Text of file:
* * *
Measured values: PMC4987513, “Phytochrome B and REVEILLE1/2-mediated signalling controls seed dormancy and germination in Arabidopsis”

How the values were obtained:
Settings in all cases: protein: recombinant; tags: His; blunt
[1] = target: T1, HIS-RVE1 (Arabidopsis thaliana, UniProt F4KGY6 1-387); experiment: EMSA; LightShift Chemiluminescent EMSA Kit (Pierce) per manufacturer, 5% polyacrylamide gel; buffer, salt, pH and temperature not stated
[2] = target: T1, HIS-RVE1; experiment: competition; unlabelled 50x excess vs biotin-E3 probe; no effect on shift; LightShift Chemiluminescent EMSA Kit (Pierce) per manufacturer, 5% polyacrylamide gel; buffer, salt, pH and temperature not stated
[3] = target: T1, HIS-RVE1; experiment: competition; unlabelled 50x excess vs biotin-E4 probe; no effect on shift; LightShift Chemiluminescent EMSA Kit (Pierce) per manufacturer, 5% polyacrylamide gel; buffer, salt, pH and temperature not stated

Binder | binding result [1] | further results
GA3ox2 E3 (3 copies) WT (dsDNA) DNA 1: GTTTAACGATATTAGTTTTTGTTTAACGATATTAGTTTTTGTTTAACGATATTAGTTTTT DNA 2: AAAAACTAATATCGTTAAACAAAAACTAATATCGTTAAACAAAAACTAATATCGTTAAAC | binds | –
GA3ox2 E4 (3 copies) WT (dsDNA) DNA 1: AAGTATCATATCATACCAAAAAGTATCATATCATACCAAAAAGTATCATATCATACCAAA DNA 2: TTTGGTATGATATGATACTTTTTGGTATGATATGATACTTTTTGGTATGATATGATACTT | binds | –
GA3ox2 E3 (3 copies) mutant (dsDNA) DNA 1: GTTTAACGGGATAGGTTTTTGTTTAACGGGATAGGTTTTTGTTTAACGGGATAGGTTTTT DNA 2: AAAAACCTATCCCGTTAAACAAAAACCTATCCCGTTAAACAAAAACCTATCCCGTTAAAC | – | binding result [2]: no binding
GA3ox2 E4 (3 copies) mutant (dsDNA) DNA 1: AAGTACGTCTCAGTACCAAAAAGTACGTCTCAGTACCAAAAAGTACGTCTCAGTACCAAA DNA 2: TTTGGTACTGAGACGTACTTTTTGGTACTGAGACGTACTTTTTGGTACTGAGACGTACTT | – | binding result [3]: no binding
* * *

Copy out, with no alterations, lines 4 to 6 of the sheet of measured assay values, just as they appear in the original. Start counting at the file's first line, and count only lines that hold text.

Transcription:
[1] = target: T1, HIS-RVE1 (Arabidopsis thaliana, UniProt F4KGY6 1-387); experiment: EMSA; LightShift Chemiluminescent EMSA Kit (Pierce) per manufacturer, 5% polyacrylamide gel; buffer, salt, pH and temperature not stated
[2] = target: T1, HIS-RVE1; experiment: competition; unlabelled 50x excess vs biotin-E3 probe; no effect on shift; LightShift Chemiluminescent EMSA Kit (Pierce) per manufacturer, 5% polyacrylamide gel; buffer, salt, pH and temperature not stated
[3] = target: T1, HIS-RVE1; experiment: competition; unlabelled 50x excess vs biotin-E4 probe; no effect on shift; LightShift Chemiluminescent EMSA Kit (Pierce) per manufacturer, 5% polyacrylamide gel; buffer, salt, pH and temperature not stated